Each Health Plan subcontract with a provider must include a termination clause. Details on that termination clause are between the provider and the Health Plan.
Provider contract terms should include the length of the contract. Details on that timeframe are between the provider and the Health Plan.
There are prompt payment requirements as part of the subcontract requirements that all Health Plans must include in their contracts with network providers. These include the provision that the Health Plan shall pay ninety percent (90%) of all clean claims of each provider type, within fifteen (15) business days of the date receipt. The Health Plan shall pay ninety-nine (99%) of all clean claims of each provider type, within thirty (30) calendar days of the date of receipt. The date of receipt is the date the prepaid Health Plan receives the claim, as indicated by its date stamp on the claim. The date of payment is the date of the check or Electronic Fund Transfer (EFT). The Health Plan and its subcontractors may, by mutual agreement, establish an alternative payment schedule. Any alternative schedule must be stipulated in the subcontract.
Health Plans pay RHC claims based on the Medicaid PPS rate for that RHC in effect on the date of service. In addition, the existing cost settlement methodology has not changed.
Each Health Plan is contractually required to provide members with health management for three specific chronic health conditions (diabetes, asthma and congestive heart failure) as well as care management for pregnant women to improve birth outcomes. In addition, some of the Plans are also offering programs for hypertension, COPD, sickle cell, or HIV. Prepaid Plans can offer Expanded Benefits, which are services beyond what is covered under the Louisiana Medicaid State Plan. Examples are hypoallergenic bedding for members with asthma, and vision screenings and dental cleanings for adults over the age of 21.
All five Plans can offer members incentives for healthy behaviors. Examples of actual programs are a $20 gift card for getting a health assessment within 90 days of enrollment, up to $65 in gift cards for keeping prenatal visits and post partum visits.
More information can be found on the Health Plan Comparison Chart, each Plan's brochure, and directly from the Plan.
No. If a provider is in-network then the provider must be in the directory.
As of July 1, 2014, Medicaid dental benefits statewide are managed by MCNA Dental. Most but not all Medicaid and LaCHIP recipients will be enrolled in the Dental Plan. Recipients that are enrolled in the Dental Plan do not have the option to continue to receive dental services through legacy Medicaid, while some recipients are excluded from the Dental Plan. Providers must be credentialed with MCNA to administer dental services to eligible Medicaid recipients.
Health Plans can ensure better coordination of member services, and will ease the burden on providers by assuming responsibility for referrals, care management services and disease management services. Health Plans have more flexibility to restructure resources. The Plans are better able to support providers by assisting with issues such as transportation, referrals and patient compliance that can be problematic in the current program. The networks better support providers in dealing with problematic patients so doctors do not have to expend the time and resources to do so.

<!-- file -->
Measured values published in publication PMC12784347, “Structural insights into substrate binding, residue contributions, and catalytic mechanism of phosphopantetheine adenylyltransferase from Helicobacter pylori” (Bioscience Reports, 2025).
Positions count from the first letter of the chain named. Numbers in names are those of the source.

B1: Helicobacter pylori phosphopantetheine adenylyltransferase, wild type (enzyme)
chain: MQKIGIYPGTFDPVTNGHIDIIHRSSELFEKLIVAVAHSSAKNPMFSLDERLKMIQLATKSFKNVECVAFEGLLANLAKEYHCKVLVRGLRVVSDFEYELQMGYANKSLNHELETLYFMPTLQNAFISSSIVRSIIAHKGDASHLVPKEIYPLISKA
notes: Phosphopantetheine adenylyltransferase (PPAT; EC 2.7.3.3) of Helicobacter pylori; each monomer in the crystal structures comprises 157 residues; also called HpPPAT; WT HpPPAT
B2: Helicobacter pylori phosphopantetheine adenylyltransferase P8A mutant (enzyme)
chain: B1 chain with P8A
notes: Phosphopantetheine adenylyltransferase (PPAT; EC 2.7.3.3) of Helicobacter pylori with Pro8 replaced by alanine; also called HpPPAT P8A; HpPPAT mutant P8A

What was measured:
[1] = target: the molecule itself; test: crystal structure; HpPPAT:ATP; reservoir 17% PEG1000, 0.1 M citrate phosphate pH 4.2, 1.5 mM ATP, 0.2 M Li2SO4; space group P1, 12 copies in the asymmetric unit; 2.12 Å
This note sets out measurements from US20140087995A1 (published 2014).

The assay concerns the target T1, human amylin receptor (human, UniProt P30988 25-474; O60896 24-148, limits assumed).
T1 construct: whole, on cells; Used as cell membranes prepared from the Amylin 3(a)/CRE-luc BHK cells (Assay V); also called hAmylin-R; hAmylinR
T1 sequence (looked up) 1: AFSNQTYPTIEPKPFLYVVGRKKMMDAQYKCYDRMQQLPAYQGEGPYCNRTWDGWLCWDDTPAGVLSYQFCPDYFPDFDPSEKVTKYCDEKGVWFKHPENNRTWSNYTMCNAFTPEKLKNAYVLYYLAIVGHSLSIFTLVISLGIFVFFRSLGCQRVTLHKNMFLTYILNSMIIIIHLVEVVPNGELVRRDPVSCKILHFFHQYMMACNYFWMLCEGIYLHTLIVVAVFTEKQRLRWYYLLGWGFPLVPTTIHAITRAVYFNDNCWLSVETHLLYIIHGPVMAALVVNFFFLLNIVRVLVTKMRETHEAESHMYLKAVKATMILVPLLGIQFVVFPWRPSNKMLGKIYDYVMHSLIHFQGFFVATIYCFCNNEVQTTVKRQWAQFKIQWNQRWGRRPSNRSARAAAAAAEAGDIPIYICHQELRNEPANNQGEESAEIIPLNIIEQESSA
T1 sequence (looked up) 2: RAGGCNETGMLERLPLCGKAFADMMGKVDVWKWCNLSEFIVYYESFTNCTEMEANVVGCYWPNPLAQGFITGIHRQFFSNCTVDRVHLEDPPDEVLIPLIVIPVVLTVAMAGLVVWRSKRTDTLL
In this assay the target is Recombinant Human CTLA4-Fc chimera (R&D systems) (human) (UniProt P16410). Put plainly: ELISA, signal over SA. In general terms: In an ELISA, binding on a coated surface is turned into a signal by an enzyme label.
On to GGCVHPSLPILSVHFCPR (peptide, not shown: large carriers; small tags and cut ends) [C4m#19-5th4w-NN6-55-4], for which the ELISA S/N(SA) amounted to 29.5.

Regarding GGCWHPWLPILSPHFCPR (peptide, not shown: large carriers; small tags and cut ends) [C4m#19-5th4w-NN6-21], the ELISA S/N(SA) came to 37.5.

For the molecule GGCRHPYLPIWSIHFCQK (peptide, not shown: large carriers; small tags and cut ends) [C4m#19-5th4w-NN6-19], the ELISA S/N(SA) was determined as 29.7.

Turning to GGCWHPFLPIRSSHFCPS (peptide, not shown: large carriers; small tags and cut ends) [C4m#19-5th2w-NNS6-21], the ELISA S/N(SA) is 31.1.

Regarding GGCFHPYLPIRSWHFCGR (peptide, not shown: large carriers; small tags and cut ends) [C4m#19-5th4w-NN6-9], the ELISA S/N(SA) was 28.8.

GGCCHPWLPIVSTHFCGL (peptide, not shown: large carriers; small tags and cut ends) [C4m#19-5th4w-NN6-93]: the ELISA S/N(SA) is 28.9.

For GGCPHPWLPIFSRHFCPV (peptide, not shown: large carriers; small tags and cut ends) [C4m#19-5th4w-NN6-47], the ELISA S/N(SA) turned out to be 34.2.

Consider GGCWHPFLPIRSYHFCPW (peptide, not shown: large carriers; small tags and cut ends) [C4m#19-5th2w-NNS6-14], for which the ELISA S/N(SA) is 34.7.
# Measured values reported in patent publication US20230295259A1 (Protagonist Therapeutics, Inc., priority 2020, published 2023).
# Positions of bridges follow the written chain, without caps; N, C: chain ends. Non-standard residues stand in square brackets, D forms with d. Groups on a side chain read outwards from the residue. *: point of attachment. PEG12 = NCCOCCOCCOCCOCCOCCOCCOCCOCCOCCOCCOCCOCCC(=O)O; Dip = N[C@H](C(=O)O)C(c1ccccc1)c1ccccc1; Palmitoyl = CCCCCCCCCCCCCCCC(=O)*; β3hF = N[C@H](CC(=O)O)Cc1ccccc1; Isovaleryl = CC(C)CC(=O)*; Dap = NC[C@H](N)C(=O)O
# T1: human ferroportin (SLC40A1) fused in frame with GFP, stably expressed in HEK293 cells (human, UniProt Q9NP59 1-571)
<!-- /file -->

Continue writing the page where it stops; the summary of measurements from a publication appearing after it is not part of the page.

As part of the contract, the Health Plans is mandated to have strong, clearly outlined grievances-and-appeals processes. LDH is the final determiner of medical necessity, and any systemic denial of medically necessary services through a Health Plan would be treated as fraud.
School Based Health Clinics (SBHCs) can contract with the Health Plans to provide services according to the terms of their contract. However, only those SBHCs that are open 12 months a year can serve as a PCP. If the SBHC does not have a contract with a Health Plan or arrangements are not made by the Health Plan to pay the SBHC out of network, SBHCs will not receive reimbursement from Medicaid or the Health Plan in which the child is enrolled. LDH's contracts with the Health Plans do not include policies relative to referrals needed by SBHCs for under age 12 and not needed for age 12 and over. Coordination of the child's care, however, is a contract requirement.
As improving quality is a key objective, LDH is requiring that Health Plans work with their network PCPs to attain formal recognition as a primary care medical home (PCMH), with the percentage increasing each year. The alternative to urgent care clinics in LDH's experience is often the hospital emergency room. To the extent that a Health Plan utilizes urgent care clinics, DHH's expectation would be that the care is coordinated with the PCP (e.g., payment to the urgent care facility contingent on their providing the clinical records of the visit to the PCP and or the Health Plan).
Yes. All Medicaid ID numbers associated with your practice, including those for individual providers, for all sites should all be given to each Health Plan.
If these Health Plans have this allowance, apparently they have made a business decision-based on their considerable Medicaid managed care experience in other states to allow open access to specialists and not require prior authorization.
Yes. Each patient has both a Medicaid card to obtain carved out services and a second member ID card issued by the Health Plan. The contract requires that the Health Plan issued ID card include the name of the PCP, the PCP’s address and phone number, and numbers for the Plans Member services.
Medicaid enrollees who do not actively select a Health Plan will be auto assigned based on an algorithm defined in the enrollment broker contract.